New Bank of America Checking Account To Compete With Prepaid Cards
A new Bank of America checking account will compete for the same customers who are increasingly turning to prepaid cards.
Announced in early March, Bank of America’s new “Safe Balance” account includes a $4.95 monthly fee that cannot be waived. Although the new accounts allow users to utilize online banking and automatic bill pay, customers cannot write paper checks. Importantly, though, the new Bank of America checking account does not charge customers unpopular and expensive overdraft fees. Instead of overdraft charges, those who opt to use Safe Balance simply won’t be able to make debit card purchases or pay bills online if there are insufficient funds in their account.
According to an article in the Charlotte Observer, this new checking account has been years in the making and is a reaction to customer input about the importance of avoiding the steep $35 fee Bank of America has traditionally charged for overdrafts. The new Safe Balance accounts, which will be rolled out in a handful of states immediately and nationwide in the coming months, are designed for bank customers who do not meet account balance minimums that eliminate monthly account fees. The bank will continue to offer two checking accounts that charge overdraft fees and have no monthly charge if customers maintain a high enough balance.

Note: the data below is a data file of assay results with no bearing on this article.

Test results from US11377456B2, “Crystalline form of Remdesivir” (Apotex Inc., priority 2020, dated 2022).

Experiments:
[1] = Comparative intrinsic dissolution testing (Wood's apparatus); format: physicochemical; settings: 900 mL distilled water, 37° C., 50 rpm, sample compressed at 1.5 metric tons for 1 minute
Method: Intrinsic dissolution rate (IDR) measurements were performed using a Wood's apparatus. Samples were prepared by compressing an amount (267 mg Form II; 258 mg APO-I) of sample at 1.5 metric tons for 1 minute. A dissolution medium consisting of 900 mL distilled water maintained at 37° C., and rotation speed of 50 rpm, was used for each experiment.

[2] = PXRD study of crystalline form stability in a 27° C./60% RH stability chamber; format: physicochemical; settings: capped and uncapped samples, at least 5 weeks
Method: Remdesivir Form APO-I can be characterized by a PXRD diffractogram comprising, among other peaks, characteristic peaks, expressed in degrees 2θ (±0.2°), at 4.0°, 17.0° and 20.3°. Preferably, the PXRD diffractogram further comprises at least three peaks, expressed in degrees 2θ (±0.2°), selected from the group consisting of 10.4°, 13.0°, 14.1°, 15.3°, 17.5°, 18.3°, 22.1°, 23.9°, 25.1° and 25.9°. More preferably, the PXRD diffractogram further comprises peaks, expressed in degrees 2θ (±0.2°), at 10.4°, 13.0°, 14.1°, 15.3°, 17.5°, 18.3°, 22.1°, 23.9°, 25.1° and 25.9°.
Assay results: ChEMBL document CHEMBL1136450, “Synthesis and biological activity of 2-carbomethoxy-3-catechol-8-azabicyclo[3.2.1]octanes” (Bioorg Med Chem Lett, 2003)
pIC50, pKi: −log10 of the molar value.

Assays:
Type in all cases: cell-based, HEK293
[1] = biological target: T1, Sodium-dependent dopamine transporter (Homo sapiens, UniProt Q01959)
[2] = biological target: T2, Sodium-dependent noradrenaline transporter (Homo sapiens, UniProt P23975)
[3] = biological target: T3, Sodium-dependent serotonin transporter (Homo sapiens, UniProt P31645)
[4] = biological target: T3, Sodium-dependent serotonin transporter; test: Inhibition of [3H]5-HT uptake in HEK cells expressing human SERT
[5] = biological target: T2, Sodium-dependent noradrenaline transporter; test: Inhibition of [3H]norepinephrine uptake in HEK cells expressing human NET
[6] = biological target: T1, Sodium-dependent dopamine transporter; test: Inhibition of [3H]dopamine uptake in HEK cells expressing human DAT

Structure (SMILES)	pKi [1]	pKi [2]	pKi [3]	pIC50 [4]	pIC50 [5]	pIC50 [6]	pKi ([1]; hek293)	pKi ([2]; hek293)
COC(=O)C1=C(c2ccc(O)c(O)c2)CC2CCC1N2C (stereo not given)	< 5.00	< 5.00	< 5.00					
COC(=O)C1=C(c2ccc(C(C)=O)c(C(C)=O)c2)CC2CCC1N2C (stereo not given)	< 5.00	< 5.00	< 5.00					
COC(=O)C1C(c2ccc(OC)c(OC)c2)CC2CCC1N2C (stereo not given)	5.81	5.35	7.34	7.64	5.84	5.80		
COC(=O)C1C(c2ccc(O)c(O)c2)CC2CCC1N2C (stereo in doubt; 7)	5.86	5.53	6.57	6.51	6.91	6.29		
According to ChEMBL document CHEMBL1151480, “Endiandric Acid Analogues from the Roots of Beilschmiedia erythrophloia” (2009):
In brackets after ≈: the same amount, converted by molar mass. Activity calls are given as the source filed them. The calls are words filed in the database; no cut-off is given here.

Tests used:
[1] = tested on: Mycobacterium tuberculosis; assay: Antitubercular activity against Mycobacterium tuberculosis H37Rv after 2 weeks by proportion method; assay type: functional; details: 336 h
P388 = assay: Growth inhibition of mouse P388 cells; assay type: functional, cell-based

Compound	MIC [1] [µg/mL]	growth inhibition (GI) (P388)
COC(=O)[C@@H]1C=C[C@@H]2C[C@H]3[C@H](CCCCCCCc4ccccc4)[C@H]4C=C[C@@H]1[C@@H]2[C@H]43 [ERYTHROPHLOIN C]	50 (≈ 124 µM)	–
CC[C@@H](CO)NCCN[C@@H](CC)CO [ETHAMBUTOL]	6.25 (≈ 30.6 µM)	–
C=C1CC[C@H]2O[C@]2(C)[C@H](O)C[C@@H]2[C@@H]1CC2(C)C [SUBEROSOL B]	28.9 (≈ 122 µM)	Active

The introduction of the Safe Balance account is a way for Bank of America to boost revenue in a business environment that has seen increasing regulations and public scrutiny. For example, many banks have struggled with how to best replace revenue that once came from charges to debit card transactions. The impact of the federal Durbin Amendment and consumer outrage at high debit card fees has prompted many banks to look elsewhere to make up for lost revenue.
But this is also a way for Bank of America to vie for consumers who are ditching the traditional financial services offered by banks in favor of prepaid debit cards. Traditionally financial products of last resort, used mostly by consumers who couldn’t qualify for a traditional checking or credit card account, prepaid cards have exploded in popularity recently. Two recent reports – one by the Pew Charitable Trusts and another by ratings agency Fitch Ratings – have documented how improved prepaid card offerings are prompting millions of Americans to give them try. The Federal Reserve reports that prepaid card transactions grew by 33.5 percent annually between 2009 and 2012 and Fitch Ratings predicts their use is likely to continue to rise.